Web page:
news Enterprise IT analyst firm capioIT has crowned the Victorian region of Ballarat as the best non-metropolitan location in Australia for IT services delivery, for a range of factors including historical investment in the area and integration between the government, education and commercial sectors.
Most IT services in Australia are provided from centres in the major metropolitan areas such as Sydney, Melbourne, Canberra, Adelaide and so on, but increasingly organisations have started looking at non-traditional locations, both within Australia in regional locations and outside Australia in locations such as Malaysia, India and the Phillipines, for their needs. Local IT analyst firm capioIT this week published a report identifying Ballarat as the best onshore destination for domestic IT services delivery.
“In parallel to services delivered offshore, capioIT has identified growth in the realisation that domestic delivery in Australia can provide tangible opportunities in service delivery whilst managing cost issues,” wrote the firm’s founder Phil Hassey in a blog post detailing the report. “Services in these centre are highly skilled and a platform for skills growth. They are not to ‘replace India’ but to supplement skills in metropolitan locations and offshore.”
The top five locations in Australia to meet these needs, according to Hassey, were Ballarat, Townsville, Wollongong, Cairns and Launceston in Tasmania. The report examined 35 potential locations, but found only eight locations that “in reality” had the potential to be established as IT and business process delivery centres in Australia, with Ballarat “clearly” being number one.
“The strength of Ballarat is based upon historical investment and integration between state, local government and the university as well as from industry and the key anchor tenant,” wrote Hassey. “In terms of rankings for government support, and current and future investments it is considerably ahead of competing locations. The integration between industry, the University of Ballarat and local and state government sets a clear industry benchmark.”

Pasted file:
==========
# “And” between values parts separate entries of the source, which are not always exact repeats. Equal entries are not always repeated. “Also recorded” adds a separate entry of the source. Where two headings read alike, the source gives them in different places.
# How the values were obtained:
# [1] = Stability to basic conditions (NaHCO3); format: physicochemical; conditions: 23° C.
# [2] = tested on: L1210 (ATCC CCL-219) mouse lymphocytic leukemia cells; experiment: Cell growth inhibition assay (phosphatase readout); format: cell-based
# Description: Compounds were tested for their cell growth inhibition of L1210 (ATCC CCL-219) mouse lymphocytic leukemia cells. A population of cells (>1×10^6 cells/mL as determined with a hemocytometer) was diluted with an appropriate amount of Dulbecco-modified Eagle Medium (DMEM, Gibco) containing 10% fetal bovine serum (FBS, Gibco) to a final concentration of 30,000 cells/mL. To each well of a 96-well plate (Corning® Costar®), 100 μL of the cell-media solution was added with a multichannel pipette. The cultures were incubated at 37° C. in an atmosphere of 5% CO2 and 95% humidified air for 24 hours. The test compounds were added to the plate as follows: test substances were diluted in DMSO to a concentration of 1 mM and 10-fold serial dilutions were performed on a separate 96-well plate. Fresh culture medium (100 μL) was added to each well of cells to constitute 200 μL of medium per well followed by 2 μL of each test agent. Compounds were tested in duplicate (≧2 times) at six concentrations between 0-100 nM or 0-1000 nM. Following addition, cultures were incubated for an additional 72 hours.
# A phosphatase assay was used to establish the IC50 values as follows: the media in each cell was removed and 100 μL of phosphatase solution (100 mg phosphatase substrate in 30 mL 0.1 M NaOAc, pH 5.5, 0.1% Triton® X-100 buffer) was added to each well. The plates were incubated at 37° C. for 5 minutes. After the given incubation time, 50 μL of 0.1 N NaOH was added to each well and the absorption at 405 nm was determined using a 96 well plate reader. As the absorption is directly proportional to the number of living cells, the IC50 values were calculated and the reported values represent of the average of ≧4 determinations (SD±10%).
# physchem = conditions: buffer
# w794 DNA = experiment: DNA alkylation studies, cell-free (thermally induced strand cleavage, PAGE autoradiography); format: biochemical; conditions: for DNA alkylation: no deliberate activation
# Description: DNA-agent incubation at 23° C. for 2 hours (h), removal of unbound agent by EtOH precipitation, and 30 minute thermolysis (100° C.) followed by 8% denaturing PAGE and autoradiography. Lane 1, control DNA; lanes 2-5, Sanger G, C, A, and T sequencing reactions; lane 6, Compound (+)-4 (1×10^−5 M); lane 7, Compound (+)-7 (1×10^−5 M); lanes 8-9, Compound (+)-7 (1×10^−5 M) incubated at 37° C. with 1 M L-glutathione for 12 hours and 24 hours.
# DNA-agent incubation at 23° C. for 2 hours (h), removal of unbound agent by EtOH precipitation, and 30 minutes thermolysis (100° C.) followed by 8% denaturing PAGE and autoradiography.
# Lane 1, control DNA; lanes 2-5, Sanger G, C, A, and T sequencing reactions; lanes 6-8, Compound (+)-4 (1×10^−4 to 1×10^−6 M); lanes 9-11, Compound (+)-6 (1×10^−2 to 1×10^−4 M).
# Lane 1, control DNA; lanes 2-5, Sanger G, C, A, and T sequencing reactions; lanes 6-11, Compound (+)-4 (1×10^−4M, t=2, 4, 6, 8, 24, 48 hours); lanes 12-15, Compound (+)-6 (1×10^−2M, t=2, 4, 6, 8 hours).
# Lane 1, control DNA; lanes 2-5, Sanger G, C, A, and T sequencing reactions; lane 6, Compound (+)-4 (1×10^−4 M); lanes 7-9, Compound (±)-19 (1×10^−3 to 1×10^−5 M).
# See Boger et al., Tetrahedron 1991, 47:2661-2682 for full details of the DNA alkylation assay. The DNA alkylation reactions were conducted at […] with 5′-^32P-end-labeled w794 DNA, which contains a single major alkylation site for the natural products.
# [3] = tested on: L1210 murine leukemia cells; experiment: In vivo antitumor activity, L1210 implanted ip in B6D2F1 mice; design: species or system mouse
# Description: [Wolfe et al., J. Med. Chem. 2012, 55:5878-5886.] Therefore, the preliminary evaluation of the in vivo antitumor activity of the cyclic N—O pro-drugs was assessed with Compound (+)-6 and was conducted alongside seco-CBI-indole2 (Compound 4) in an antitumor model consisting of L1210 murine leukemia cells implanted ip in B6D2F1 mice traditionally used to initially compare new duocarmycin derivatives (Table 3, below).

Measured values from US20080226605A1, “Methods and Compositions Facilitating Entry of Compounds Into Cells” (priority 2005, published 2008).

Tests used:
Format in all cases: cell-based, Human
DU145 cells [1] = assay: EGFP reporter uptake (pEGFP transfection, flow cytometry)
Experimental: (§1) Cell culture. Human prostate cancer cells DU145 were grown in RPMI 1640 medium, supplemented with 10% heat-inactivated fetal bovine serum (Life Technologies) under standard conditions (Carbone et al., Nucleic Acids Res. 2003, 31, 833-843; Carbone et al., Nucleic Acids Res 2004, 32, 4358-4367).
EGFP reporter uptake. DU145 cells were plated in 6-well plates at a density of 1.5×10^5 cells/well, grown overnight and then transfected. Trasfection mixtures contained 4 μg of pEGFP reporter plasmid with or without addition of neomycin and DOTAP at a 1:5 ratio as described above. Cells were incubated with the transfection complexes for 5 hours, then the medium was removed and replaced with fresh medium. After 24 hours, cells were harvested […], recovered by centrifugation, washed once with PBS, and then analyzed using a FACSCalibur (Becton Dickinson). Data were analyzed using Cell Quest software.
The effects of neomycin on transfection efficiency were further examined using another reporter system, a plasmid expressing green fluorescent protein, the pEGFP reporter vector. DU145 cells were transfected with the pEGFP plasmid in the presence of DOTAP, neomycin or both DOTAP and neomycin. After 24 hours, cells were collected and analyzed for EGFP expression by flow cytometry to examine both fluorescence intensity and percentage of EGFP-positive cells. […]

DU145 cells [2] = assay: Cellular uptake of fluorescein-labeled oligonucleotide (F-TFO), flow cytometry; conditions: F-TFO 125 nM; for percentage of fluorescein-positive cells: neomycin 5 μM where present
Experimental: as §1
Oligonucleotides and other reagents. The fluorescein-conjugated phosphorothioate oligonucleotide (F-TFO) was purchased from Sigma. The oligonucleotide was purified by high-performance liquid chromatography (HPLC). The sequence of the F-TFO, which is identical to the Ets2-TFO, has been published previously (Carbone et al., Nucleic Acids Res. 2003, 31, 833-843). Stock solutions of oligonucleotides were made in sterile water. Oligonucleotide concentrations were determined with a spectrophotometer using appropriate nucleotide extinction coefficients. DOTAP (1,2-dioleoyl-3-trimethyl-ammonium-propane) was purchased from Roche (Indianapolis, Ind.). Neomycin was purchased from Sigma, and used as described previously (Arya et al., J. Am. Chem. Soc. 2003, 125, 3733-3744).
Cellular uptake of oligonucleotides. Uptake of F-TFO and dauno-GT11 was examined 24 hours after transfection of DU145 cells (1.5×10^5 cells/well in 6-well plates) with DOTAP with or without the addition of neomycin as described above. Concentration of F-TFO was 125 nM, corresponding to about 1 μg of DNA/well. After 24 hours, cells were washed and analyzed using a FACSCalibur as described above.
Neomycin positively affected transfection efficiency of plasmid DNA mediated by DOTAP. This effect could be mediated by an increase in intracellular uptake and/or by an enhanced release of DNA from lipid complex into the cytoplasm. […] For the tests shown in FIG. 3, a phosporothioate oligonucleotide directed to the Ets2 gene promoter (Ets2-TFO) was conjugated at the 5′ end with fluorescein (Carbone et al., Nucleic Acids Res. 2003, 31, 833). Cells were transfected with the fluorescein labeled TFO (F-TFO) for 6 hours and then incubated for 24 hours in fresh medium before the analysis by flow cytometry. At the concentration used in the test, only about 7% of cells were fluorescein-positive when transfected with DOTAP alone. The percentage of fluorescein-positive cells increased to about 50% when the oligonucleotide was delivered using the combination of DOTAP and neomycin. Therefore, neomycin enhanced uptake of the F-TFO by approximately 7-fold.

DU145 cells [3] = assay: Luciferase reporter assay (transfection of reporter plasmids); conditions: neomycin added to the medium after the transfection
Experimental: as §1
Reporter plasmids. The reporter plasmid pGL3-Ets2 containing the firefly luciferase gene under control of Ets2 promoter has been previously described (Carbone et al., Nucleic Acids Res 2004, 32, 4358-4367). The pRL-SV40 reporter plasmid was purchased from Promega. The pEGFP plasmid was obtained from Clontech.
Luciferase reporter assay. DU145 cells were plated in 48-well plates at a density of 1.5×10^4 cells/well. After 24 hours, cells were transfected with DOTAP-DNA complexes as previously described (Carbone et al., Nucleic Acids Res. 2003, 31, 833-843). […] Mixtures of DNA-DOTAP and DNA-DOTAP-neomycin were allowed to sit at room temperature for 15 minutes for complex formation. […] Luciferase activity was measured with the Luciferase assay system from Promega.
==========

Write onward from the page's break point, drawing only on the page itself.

While Hassey noted that Ballarat “may not be the first choice from a lifestyle point of view”, the establishment of the University of Ballarat Technology Park had had a significant impact on the region. A number of major IT services companies have facilities in Ballarat. For example, IBM currently occupies three buildings in the University of Ballarat Technology Park, according to the park’s website, with seating capacity for over 1,000 staff. The strength of Ballarat as a technology centre was also recognised in January 2011 with the city hosting Linux.conf.au, seen as one of the globe’s foremost Linux and open source conferences.
It hasn’t been all good news for regional technology services centres recently, however. This week the nation’s biggest telco Telstra revealed it would cut some 651 jobs, with many of them coming from regional centres such as Lismore and Townsville, and some jobs to go offshore to locations such as the Phillipines.
I haven’t been to Ballarat, but by all accounts it, and the Victorian region including Melbourne and its surrounds is continually growing when it comes to the technology resources being invested in it (for examples of this, see the Victorian IT Minister’s extensive list of media releases on the subject). If I was operating a large IT department for a major department or corporation in Australia, it is to these kinds of locations that I’d be looking first to shift work, before I looked overseas. It often seems to be the case that the local educational institutions and government organisations will support this kind of investment.
Image credit: Screenshot of Google Maps